NEW YORK – The Jackson Laboratory (JAX) has received $2.5 million from The Mark Foundation for Cancer Research to study in mice the influence of host genetics on response to immunotherapy. The goal of this project is to generate insights that will empower future decisions about the best treatments for cancer patients based on their genetic backgrounds.
Immunotherapy, which uses the body’s own immune system to fight cancer, is one of the most promising approaches to cancer treatment today, and expanding its effectiveness to a wider population of patients is a high priority for researchers across the globe.
The project, “Dissecting the Genetic Control of Response to Immune Checkpoint Inhibitors in Cancer,” has major implications for how oncologists may be able to predict whether their patients will respond positively to immunotherapy before prescribing a treatment regimen.
A unique opportunity
Immunotherapy has resulted in some remarkable outcomes for patients whose cancers would have otherwise been fatal. Nonetheless, the overall efficacy rates for this class of treatment are not high, and many patients experience serious or even life-threatening side effects. The determination of which patients will respond well to immunotherapy is still uncertain. Probing factors that may influence response to immunotherapy, such as the personal genetics of each individual, tumor characteristics, and the cross-talk among these profiles is a critical step toward designing immune therapies that will have broader impact.
JAX President and CEO Edison T. Liu, MD and Associate Professor Laura Reinholdt, PhD, co-principal investigators of the study, will use genetically diverse mouse models to untangle the relationship between genetics and response to immunotherapies.
“This research may one day allow doctors to use genetic sequencing to predict patient response to immunotherapy, as well as help scientists develop more effective anti-cancer drugs that fight tumors by activating an immune response,” said Liu. “We are so grateful to The Mark Foundation for enabling this extraordinary opportunity, which we hope will have a significant impact on patients and the field of immunotherapy,” said Liu.
The mission of The Mark Foundation for Cancer Research is to support scientists tackling the toughest challenges in cancer research. Multi-disciplinary groups such as the JAX team, which brings together experts in genetics, bioinformatics, mouse models, and immunology, are well positioned to take on these challenges. By funding this type of collaborative project, The Mark Foundation ensures that the right expertise is brought to bear on a substantial unmet need, ultimately accelerating cancer research to the benefit of patients.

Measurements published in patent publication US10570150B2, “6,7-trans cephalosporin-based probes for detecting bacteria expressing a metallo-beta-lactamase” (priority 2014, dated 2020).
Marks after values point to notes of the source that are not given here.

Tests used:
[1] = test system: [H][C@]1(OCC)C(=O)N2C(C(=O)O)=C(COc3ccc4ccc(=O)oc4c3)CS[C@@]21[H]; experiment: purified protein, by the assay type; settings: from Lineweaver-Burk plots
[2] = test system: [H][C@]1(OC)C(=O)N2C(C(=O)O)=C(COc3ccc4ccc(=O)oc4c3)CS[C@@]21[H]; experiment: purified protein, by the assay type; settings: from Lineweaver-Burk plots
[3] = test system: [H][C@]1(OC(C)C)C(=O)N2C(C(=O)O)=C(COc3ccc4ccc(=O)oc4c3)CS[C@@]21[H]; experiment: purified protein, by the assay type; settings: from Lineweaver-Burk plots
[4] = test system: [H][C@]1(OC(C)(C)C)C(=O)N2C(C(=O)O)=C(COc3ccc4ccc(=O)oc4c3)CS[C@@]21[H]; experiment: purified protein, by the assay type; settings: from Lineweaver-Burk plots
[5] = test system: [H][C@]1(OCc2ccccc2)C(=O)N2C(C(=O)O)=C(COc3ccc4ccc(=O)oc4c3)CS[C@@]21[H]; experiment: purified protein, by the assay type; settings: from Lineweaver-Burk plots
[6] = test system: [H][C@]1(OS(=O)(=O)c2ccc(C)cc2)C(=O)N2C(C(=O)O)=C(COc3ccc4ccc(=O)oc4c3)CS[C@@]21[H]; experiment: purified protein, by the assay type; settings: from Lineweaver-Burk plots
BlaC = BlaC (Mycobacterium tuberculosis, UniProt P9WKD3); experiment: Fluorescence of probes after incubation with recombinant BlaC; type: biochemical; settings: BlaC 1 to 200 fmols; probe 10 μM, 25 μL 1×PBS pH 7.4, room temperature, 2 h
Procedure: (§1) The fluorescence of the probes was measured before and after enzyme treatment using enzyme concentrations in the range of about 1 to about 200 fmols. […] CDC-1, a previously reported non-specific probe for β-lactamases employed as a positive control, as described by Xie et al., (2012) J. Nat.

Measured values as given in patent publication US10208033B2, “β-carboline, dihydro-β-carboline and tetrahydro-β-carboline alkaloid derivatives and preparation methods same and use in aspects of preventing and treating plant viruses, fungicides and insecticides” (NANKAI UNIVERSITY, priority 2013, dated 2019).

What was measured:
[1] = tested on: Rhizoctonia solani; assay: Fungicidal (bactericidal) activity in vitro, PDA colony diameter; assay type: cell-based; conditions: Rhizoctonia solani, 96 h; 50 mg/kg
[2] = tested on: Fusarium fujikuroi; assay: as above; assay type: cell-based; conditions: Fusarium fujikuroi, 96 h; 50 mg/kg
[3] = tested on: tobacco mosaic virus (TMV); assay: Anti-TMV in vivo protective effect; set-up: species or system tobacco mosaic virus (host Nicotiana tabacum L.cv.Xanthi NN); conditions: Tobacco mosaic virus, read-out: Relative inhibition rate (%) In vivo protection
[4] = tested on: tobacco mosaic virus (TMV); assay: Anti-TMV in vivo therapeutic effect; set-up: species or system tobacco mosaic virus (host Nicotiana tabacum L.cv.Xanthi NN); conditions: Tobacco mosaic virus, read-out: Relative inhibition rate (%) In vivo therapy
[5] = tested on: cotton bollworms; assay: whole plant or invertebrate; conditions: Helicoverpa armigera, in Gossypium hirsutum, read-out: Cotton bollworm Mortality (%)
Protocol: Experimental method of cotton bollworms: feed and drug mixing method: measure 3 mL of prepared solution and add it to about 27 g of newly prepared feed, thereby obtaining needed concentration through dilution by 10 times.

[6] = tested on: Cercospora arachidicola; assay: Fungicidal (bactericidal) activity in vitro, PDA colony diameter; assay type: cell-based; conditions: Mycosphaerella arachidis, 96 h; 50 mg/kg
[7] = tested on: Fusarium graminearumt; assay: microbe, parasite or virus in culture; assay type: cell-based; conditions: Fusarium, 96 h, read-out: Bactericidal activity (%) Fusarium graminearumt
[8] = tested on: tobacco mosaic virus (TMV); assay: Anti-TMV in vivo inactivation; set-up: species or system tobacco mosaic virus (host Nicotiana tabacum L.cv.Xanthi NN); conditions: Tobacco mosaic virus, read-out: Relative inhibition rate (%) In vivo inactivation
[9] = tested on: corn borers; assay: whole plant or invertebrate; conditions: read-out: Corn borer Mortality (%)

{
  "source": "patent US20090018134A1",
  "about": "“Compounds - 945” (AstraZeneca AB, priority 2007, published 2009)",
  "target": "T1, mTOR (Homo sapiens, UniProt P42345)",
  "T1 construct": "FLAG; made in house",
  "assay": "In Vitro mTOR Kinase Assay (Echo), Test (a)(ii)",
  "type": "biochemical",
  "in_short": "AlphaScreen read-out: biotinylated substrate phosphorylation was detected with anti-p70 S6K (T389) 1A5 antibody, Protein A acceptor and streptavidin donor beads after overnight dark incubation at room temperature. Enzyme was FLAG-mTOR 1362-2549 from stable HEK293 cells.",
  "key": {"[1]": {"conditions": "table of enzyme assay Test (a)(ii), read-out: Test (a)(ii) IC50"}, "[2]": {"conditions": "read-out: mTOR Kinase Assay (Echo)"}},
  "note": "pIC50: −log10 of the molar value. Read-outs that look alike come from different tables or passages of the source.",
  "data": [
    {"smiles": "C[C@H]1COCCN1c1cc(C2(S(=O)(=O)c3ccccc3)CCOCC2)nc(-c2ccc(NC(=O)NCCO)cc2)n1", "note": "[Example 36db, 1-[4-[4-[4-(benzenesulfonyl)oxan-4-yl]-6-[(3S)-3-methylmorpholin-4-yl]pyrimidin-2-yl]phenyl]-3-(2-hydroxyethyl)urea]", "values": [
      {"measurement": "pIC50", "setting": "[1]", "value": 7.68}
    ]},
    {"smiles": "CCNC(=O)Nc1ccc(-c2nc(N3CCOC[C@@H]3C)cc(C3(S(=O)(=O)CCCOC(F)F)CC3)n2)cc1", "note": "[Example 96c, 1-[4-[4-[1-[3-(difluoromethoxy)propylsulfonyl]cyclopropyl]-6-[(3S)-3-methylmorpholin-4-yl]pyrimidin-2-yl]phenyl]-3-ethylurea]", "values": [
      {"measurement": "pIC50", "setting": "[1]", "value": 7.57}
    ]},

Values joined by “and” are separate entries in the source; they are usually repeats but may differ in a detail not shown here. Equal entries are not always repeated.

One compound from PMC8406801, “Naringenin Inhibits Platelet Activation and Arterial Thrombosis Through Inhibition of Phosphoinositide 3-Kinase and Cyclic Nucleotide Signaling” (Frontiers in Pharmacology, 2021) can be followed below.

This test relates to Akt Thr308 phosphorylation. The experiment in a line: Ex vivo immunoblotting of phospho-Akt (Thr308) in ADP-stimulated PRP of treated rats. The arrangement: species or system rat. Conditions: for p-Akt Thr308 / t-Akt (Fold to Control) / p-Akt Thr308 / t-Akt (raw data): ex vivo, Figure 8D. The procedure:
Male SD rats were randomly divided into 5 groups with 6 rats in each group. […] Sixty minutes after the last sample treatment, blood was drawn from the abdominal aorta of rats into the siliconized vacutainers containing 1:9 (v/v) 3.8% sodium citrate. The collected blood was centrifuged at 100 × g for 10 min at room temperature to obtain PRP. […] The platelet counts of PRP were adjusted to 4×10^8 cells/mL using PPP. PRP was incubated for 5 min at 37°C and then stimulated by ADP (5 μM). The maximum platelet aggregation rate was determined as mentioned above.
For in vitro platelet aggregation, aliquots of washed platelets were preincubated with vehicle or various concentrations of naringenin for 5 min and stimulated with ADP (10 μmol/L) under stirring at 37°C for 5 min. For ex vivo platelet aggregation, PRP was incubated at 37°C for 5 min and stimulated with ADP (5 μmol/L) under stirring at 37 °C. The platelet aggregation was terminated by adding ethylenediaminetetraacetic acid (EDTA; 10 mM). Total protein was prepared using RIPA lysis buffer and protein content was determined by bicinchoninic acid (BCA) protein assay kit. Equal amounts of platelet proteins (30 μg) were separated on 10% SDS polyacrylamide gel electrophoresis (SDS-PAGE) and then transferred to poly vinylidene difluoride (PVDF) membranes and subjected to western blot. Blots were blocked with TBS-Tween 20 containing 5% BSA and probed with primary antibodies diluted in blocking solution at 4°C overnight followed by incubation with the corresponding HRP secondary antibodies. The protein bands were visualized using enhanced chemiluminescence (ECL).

“This project addresses critical limitations in cancer research,” said Michele Cleary, PhD, CEO of The Mark Foundation. “First, most mouse models for studying therapeutic response lack the genetic diversity that exists in the human population, often leading to disappointment when treatments that show promise in these models are deployed broadly in patients. Second, the biology of how genetics impact tumor response is not well understood due to a lack of adequate experimental systems for uncovering new knowledge. Solving both of these issues requires the type of complex and nuanced work in mouse genetics for which JAX is world-renowned.”
The power of genetic diversity
The grant to the Jackson Laboratory research team, which also includes Assistant Professor Chih-Hao “Lucas” Chang, PhD, Associate Research Scientist John P. Graham, PhD, Professor Karolina Palucka, MD, PhD, and Research Scientist Daniel Skelly, PhD, will examine four different tumor lines: a melanoma tumor, a triple-negative breast cancer tumor, and two types of colon cancer tumors. The tumor types were chosen to represent a wide range of responses to immunotherapy. For example, melanoma tumors tend to respond quite well to immunotherapy, whereas triple-negative breast cancer tumors typically do not.
The scientists will use JAX’s genetically diverse mouse strains in their studies, which will allow them to identify the genetic differences that underlie the variation in response to immunotherapy. Such an approach is inordinately difficult to achieve in human clinical trials.
“The increasing adoption of genetically diverse mice in biomedical research is really a paradigm shift driven by new technologies and biological resources and by the recognition that an inbred mouse strain only represents one genome,” said Reinholdt.
“This project is providing a unique opportunity to harness natural genetic variation in laboratory mice to more accurately model the biological complexity of cancer treatment response. The power of these genetically diverse mouse strains is that they facilitate genetic discovery and they provide tractable in vivo systems for dissecting molecular pathways, which are essential for the identification of biomarkers and potentially new therapeutic targets.”
The research team plans to map the genetic differences found in the mice to specific genetic variants in humans. Ultimately, they hope that doctors will be able to test and determine a given individual’s likely response to immunotherapy to help guide the selection of a treatment regimen.